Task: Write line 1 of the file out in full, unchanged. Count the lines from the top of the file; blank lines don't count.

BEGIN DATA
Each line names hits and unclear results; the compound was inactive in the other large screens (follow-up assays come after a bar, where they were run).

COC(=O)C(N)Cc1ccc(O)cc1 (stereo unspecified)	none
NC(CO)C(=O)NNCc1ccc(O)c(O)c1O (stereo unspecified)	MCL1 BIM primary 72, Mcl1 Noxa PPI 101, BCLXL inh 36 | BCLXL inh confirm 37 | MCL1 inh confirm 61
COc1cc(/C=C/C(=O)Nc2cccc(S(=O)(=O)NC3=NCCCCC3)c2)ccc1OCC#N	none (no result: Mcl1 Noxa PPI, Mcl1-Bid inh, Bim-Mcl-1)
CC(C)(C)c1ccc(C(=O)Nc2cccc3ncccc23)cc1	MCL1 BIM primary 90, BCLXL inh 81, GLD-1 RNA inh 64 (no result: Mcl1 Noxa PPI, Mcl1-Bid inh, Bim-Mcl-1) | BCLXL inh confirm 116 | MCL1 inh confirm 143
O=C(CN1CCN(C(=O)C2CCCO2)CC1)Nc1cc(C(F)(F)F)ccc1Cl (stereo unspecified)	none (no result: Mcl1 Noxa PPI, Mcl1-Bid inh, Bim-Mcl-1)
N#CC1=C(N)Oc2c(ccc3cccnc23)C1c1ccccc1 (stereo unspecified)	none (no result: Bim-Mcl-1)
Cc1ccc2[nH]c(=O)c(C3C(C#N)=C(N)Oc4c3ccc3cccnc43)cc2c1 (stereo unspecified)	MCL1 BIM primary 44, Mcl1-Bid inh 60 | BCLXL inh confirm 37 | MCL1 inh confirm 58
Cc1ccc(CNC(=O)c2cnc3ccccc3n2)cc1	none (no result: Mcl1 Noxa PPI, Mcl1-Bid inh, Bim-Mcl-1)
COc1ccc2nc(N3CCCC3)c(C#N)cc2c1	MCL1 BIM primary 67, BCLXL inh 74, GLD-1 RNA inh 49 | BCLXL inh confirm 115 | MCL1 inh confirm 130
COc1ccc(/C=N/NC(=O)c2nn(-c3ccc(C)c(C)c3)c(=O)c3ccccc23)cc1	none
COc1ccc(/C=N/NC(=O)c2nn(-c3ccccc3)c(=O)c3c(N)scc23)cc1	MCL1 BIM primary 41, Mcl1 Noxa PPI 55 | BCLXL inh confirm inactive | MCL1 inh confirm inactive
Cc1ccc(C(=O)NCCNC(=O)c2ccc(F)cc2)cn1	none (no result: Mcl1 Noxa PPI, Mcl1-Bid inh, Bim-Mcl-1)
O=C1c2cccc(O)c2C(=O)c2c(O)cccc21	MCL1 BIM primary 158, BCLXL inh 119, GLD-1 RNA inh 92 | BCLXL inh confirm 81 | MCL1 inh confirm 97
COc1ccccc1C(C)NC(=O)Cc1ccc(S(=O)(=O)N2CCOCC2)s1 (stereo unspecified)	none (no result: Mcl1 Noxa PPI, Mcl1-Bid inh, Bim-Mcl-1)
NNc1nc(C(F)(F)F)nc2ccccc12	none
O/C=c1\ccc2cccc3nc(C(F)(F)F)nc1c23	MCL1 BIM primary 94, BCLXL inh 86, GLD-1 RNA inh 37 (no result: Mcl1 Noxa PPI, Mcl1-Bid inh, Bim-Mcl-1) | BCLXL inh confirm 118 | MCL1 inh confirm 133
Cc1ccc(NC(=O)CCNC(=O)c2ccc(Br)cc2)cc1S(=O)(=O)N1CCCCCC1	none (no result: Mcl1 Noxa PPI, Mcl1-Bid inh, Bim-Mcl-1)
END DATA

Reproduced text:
Each line names hits and unclear results; the compound was inactive in the other large screens (follow-up assays come after a bar, where they were run).